Those kinds of hurdles are enough to suck the fun out of any theme park, and it’s more than anyone should have to deal with in a rewards card.

A less limiting option would be the Chase Freedom Unlimited®. You’ll earn 5% cash back on travel purchased through Chase Ultimate Rewards®, 3% back at restaurants and drugstores and 1.5% back on everything else. You’ll have multiple redemption options, rewards never expire and there’s no minimum redemption amount. New cardholders also qualify for the following introductory offer: Earn an additional 1.5% cash back on everything you buy (on up to $20,000 spent in the first year) – worth up to $300 cash back!

3. You’ll get some park perks

With the $99-annual-fee card, every year you spend $6,000 on it you’ll receive a park pass to Universal Islands of Adventure, Universal Studios Florida or Universal Studios Hollywood. That benefit could be worthwhile if you’re committed to using the card frequently enough to earn it, especially since you’ll avoid the arduous redemption process above.

Both versions of the Universal credit card also get you 10% off merchandise, food and beverage purchases at select locations throughout Universal theme parks and Universal CityWalk in Orlando and Hollywood.

Both versions also allow Universal die-hards to show off their fandom each time they swipe their card. Cardholders can choose from one of three card designs: a Minion from “Despicable Me,” a dinosaur from “Jurassic Park” or a standard Universal logo.

🤓Nerdy Tip

The $99-annual-fee version of the Universal credit card also advertises that in-park lounge access is “coming soon.” That benefit would allow holders of the more expensive card to access the Visa lounge at Universal Studios Hollywood and Universal Studios Florida.

4. There’s a modest sign-up bonus …

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Both versions of the Universal credit card let new customers qualify for an introductory bonus. As of this writing, the $99-annual-fee version earns a $100 statement credit after spending $100 within the first billing cycle, while the $0-annual-fee version earns a $50 statement credit after spending $100 in the first billing cycle.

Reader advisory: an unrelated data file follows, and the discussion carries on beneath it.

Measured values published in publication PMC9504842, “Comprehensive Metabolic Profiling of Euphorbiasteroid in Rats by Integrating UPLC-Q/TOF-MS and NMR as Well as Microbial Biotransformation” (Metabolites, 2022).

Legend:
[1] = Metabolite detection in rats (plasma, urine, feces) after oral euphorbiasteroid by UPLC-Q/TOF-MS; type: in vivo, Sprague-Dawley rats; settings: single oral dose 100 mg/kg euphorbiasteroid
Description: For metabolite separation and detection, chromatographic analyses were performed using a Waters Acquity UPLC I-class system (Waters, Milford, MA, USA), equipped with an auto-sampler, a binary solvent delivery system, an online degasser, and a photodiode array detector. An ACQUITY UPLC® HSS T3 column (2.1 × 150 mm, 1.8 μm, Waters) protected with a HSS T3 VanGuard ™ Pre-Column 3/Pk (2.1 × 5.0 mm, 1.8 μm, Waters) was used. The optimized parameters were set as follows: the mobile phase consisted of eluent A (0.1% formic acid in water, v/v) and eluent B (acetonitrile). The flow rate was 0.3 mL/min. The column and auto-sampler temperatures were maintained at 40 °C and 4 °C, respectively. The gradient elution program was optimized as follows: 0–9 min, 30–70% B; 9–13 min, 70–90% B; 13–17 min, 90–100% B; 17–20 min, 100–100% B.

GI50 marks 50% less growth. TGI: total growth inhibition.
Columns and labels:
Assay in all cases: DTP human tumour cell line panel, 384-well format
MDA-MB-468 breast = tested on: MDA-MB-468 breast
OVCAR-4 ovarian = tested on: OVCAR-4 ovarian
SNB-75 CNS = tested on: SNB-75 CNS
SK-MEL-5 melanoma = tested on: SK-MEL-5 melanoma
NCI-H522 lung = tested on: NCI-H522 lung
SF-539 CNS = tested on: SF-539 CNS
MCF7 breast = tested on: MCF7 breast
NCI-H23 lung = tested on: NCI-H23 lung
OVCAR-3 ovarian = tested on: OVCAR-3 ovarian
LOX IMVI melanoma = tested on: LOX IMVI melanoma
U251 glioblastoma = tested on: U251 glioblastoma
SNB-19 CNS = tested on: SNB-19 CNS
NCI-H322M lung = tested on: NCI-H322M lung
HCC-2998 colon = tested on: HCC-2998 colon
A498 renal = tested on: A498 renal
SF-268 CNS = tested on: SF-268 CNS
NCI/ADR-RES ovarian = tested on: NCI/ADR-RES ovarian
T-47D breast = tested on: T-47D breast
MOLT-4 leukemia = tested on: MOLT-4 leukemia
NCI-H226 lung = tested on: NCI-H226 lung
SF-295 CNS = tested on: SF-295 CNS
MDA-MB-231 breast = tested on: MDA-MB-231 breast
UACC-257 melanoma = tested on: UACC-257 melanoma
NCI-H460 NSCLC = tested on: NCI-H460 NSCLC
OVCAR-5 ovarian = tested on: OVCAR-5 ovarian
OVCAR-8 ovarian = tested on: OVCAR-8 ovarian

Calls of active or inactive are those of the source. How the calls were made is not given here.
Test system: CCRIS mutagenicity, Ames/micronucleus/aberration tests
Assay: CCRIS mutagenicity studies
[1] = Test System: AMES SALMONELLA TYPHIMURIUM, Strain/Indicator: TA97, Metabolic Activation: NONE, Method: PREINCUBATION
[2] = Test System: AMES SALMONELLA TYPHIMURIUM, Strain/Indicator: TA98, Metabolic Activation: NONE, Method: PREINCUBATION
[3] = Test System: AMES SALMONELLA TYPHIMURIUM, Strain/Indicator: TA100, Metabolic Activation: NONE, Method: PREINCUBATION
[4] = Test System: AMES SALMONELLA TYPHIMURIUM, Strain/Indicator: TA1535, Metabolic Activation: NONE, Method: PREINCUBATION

While those are relatively easy spending thresholds to hit, you can do better than those bonuses.

The instance, the $0-annual-fee Wells Fargo Autograph℠ Card lets new cardholders grab the following introductory bonus: Earn 20,000 bonus points when you spend $1,000 in purchases in the first 3 months – that’s a $200 cash redemption value. You’ll also earn 3 points per $1 spent on restaurants, travel, gas stations, transit, streaming services and phone plans, plus 1 point per $1 spent on everything else.

And if you’re willing to pay an annual fee similar to what the Universal Rewards Plus Visa Signature Card charges? In that case, you can find sign-up bonuses worth hundreds of dollars more.

5. … And a poor 0% APR offer

Both the no-annual-fee and the $99-annual-fee varieties of the Universal Rewards Credit Card let you finance your vacation with a 0% APR offer for six months on eligible purchases over $1,000 made directly with Universal. Eligible purchases include annual passes, park tickets, vacation packages and more.

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But there are better options if you’re trying to finance a Universal vacation. The Wells Fargo Active Cash® Card lets new cardholders qualify for a 0% intro APR on Purchases for 15 months and 0% intro APR on Balance Transfers 15 months from account opening on qualifying balance transfers, and then the ongoing APR of 20.24%, 25.24%, or 29.99% Variable APR. There’s no minimum transaction amount to qualify for special financing, nor is the offer limited to purchases only with Universal. You’ll also earn an unlimited 2% cash back each time you use the card.

Information related to the Capital One Savor Cash Rewards Credit Card has been collected by NerdWallet and has not been reviewed or provided by the issuer or provider of this product or service.